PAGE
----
For now, much is still in the discussion stage. Even as other major gatherings have been cancelled or put on hold, Democrats on the campaign trail have kept speaking to big crowds - at a rally last Monday for Senator Bernie Sanders, Representative Ilhan Omar asked people in the crowd to hold hands - and even the famously germ-averse Mr Trump has brushed off concerns about his own big rallies, calling them "very safe".
The Republican and Democratic national committees have begun talking of alternate plans for the conventions this summer when, depending on what is happening with the outbreak, it might not be a great idea for 50,000 people from around the country to crowd into a big room.
But officials stress that there have been no major changes yet to the original plans.
"Every convention necessitates developing a number of contingency plans to provide for a variety of scenarios," Mr Joe Solmonese, the chief executive of the Democratic National Convention Committee, said in a statement.
"We will continue to monitor this developing situation closely and follow the guidance of the CDC and state and local health officials."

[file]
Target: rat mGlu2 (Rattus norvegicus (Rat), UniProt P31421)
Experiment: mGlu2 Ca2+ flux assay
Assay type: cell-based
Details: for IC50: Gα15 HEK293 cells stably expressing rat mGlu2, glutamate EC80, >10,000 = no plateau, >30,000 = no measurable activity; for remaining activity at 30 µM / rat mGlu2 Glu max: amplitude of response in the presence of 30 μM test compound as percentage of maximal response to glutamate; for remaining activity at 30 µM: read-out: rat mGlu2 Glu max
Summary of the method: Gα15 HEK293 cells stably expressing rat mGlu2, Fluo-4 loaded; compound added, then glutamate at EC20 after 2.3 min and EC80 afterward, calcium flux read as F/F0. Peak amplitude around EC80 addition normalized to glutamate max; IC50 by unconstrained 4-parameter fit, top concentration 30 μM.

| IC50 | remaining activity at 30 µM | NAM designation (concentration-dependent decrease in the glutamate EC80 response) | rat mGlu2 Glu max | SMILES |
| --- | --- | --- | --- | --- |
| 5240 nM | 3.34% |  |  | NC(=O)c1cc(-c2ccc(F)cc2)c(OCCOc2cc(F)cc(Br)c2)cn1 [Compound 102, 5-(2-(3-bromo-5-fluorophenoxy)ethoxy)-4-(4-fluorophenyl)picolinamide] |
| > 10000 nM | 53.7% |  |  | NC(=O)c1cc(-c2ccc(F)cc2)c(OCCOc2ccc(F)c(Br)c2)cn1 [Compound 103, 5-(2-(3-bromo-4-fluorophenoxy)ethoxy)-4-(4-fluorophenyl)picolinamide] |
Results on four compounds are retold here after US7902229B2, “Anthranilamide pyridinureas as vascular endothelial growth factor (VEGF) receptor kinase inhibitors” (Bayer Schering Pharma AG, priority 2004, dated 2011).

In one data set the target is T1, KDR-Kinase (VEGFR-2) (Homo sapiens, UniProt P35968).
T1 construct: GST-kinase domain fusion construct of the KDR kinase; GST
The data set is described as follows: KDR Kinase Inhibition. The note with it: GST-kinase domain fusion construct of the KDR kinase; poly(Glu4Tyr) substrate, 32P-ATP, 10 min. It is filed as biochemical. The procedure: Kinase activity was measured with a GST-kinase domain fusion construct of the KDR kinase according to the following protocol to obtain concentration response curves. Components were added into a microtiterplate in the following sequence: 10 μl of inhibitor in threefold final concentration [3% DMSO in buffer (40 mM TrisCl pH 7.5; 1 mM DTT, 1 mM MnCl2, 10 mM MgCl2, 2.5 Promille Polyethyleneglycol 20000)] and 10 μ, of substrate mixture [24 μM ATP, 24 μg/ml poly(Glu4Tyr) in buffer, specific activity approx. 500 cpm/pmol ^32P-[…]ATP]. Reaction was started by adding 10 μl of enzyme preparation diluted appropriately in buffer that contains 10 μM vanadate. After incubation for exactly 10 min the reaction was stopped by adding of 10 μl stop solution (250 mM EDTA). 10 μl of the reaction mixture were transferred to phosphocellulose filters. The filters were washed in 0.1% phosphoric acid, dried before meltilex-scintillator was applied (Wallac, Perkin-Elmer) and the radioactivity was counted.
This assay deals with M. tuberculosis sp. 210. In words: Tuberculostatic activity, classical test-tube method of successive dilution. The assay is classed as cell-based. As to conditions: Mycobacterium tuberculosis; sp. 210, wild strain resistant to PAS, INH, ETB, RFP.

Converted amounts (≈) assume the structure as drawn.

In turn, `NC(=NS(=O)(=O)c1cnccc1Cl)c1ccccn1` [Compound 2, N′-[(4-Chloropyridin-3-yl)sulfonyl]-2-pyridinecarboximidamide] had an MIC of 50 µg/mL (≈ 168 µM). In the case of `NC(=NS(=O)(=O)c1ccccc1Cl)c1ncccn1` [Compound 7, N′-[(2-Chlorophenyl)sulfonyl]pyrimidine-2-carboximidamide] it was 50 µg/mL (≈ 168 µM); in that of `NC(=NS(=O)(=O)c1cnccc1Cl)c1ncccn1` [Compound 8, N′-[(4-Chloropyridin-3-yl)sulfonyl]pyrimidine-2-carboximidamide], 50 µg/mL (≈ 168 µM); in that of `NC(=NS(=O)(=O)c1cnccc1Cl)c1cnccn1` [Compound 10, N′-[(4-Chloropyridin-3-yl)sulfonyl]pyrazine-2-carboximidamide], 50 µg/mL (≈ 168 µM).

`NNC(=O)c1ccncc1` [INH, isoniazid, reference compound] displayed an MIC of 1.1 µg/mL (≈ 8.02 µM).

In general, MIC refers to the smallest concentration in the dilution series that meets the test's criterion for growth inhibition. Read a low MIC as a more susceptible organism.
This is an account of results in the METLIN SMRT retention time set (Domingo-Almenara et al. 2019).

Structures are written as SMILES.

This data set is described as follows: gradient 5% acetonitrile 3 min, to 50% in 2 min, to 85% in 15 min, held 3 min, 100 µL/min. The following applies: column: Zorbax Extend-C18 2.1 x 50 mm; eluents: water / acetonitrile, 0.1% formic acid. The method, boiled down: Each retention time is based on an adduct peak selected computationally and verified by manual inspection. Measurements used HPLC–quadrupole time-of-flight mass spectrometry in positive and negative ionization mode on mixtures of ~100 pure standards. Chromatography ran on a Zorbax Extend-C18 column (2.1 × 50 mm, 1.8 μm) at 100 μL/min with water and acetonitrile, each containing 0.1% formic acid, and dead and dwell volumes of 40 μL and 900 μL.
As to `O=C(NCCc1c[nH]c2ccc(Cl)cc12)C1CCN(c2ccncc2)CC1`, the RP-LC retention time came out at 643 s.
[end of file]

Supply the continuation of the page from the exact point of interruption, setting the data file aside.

In a briefing with reporters last Monday, Mr Max Everett, the vice-president of the Republican National Convention Committee, said organisers were "constantly looking at all sorts of different things we've got to look at, to make sure we have all our contingencies planned for well ahead of time".
Major changes to the conventions could be a headache for both parties - for the Republicans, given Mr Trump's fondness for pageantry, and particularly for the Democrats, given the prospect that their party may need some unifying after a divisive primary.
Some infectious disease experts insisted that the most drastic scenarios were unlikely and that cancelling a convention would be a serious overreaction.
"I would recommend people travel, go ahead and go and have this thing," said Dr Herbert DuPont, the director of the Centre for Infectious Diseases at the University of Texas School of Public Health, who believes a panicked response could be more disruptive than the virus itself.
Such anxiety, he added resignedly, has already "produced distrust of our government - and it's going to affect, big time, this election".
That is precisely what troubles those who watch election security closely. The coronavirus does not need to be severely damaging for the deep concerns about it to present risks that could be exploited by outside actors.
"The individual decision to go vote is much more vulnerable than the ballot itself," said Mr Yonatan Striem-Amit, a founder of Cybereason, a cyber security technology company.